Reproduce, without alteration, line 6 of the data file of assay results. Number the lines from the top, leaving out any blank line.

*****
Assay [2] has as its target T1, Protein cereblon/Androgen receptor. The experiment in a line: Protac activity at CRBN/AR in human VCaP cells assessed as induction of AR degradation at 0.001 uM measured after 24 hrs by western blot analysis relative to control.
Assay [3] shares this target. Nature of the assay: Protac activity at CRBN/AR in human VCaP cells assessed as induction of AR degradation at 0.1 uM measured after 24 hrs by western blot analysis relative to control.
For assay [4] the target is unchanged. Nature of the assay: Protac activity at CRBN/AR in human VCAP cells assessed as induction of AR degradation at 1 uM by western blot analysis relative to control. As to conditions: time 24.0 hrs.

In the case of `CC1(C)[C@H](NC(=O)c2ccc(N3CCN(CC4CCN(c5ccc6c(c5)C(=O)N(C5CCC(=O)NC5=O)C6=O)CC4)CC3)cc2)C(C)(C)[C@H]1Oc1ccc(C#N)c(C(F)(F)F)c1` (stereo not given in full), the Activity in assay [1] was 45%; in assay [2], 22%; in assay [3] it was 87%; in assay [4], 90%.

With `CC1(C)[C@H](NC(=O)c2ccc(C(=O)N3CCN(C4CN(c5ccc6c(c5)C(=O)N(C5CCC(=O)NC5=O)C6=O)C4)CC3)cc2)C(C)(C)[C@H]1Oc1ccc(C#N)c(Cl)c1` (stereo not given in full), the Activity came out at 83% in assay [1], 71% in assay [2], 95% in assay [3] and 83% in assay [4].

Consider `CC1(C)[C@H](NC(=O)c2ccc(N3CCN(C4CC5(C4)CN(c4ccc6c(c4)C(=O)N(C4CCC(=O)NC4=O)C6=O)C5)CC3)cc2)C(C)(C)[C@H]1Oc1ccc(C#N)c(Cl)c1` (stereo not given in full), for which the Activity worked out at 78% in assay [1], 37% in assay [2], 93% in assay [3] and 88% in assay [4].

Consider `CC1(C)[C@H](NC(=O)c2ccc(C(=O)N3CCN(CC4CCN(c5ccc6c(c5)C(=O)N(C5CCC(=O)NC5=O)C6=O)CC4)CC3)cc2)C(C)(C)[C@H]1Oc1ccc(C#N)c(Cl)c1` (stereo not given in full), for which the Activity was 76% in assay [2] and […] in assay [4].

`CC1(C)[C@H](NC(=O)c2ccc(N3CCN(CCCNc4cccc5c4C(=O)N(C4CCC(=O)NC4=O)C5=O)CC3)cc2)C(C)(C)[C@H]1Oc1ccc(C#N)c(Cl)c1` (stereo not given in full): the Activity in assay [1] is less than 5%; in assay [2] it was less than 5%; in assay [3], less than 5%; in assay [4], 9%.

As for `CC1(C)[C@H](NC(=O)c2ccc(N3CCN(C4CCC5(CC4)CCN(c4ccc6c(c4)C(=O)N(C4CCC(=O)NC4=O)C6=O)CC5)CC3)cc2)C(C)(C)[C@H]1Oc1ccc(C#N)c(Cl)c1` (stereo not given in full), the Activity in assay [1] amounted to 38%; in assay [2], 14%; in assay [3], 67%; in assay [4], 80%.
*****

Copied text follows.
Consider `CC1(C)[C@H](NC(=O)c2ccc(N3CCN(C4CC5(C4)CN(c4ccc6c(c4)C(=O)N(C4CCC(=O)NC4=O)C6=O)C5)CC3)cc2)C(C)(C)[C@H]1Oc1ccc(C#N)c(Cl)c1` (stereo not given in full), for which the Activity worked out at 78% in assay [1], 37% in assay [2], 93% in assay [3] and 88% in assay [4].